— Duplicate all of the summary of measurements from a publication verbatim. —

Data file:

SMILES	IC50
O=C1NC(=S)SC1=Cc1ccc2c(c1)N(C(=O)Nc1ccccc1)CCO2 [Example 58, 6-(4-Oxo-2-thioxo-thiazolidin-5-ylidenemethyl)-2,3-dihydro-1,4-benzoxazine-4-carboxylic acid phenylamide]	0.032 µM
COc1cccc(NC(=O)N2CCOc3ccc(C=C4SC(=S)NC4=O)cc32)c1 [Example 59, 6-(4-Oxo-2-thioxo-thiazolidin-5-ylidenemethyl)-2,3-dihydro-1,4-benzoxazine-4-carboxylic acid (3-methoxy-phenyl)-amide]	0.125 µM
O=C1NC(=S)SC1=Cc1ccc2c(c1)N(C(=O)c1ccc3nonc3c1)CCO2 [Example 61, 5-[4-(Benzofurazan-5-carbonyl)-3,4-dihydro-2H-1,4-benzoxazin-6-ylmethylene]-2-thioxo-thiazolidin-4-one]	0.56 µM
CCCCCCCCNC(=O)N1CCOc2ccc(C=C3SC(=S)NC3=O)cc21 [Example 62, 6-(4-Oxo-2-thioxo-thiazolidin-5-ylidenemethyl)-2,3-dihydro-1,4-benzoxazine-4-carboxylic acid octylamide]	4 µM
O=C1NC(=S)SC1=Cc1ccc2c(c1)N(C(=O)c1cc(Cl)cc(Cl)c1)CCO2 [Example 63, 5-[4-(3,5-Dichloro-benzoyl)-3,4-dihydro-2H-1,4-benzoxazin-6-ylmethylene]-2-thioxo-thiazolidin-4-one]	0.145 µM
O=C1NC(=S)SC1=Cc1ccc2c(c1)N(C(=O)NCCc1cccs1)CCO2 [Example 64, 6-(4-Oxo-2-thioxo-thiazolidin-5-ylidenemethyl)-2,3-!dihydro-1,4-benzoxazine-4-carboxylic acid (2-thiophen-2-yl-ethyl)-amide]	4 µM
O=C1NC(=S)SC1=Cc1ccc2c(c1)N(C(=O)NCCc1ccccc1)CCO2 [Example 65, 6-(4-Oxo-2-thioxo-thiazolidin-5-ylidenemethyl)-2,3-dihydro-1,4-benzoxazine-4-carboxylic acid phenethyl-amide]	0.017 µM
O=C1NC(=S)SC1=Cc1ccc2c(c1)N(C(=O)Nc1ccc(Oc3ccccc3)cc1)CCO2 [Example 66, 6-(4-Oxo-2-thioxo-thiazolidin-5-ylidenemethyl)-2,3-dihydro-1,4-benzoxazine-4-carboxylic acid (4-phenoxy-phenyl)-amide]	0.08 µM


SMILES	IC50
O=C1NC(=S)SC1=Cc1ccc2c(c1)N(C(=O)Nc1ccccc1)CCO2 [Example 58, 6-(4-Oxo-2-thioxo-thiazolidin-5-ylidenemethyl)-2,3-dihydro-1,4-benzoxazine-4-carboxylic acid phenylamide]	0.032 µM
COc1cccc(NC(=O)N2CCOc3ccc(C=C4SC(=S)NC4=O)cc32)c1 [Example 59, 6-(4-Oxo-2-thioxo-thiazolidin-5-ylidenemethyl)-2,3-dihydro-1,4-benzoxazine-4-carboxylic acid (3-methoxy-phenyl)-amide]	0.125 µM
O=C1NC(=S)SC1=Cc1ccc2c(c1)N(C(=O)c1ccc3nonc3c1)CCO2 [Example 61, 5-[4-(Benzofurazan-5-carbonyl)-3,4-dihydro-2H-1,4-benzoxazin-6-ylmethylene]-2-thioxo-thiazolidin-4-one]	0.56 µM
CCCCCCCCNC(=O)N1CCOc2ccc(C=C3SC(=S)NC3=O)cc21 [Example 62, 6-(4-Oxo-2-thioxo-thiazolidin-5-ylidenemethyl)-2,3-dihydro-1,4-benzoxazine-4-carboxylic acid octylamide]	4 µM
O=C1NC(=S)SC1=Cc1ccc2c(c1)N(C(=O)c1cc(Cl)cc(Cl)c1)CCO2 [Example 63, 5-[4-(3,5-Dichloro-benzoyl)-3,4-dihydro-2H-1,4-benzoxazin-6-ylmethylene]-2-thioxo-thiazolidin-4-one]	0.145 µM
O=C1NC(=S)SC1=Cc1ccc2c(c1)N(C(=O)NCCc1cccs1)CCO2 [Example 64, 6-(4-Oxo-2-thioxo-thiazolidin-5-ylidenemethyl)-2,3-!dihydro-1,4-benzoxazine-4-carboxylic acid (2-thiophen-2-yl-ethyl)-amide]	4 µM
O=C1NC(=S)SC1=Cc1ccc2c(c1)N(C(=O)NCCc1ccccc1)CCO2 [Example 65, 6-(4-Oxo-2-thioxo-thiazolidin-5-ylidenemethyl)-2,3-dihydro-1,4-benzoxazine-4-carboxylic acid phenethyl-amide]	0.017 µM
O=C1NC(=S)SC1=Cc1ccc2c(c1)N(C(=O)Nc1ccc(Oc3ccccc3)cc1)CCO2 [Example 66, 6-(4-Oxo-2-thioxo-thiazolidin-5-ylidenemethyl)-2,3-dihydro-1,4-benzoxazine-4-carboxylic acid (4-phenoxy-phenyl)-amide]	0.08 µM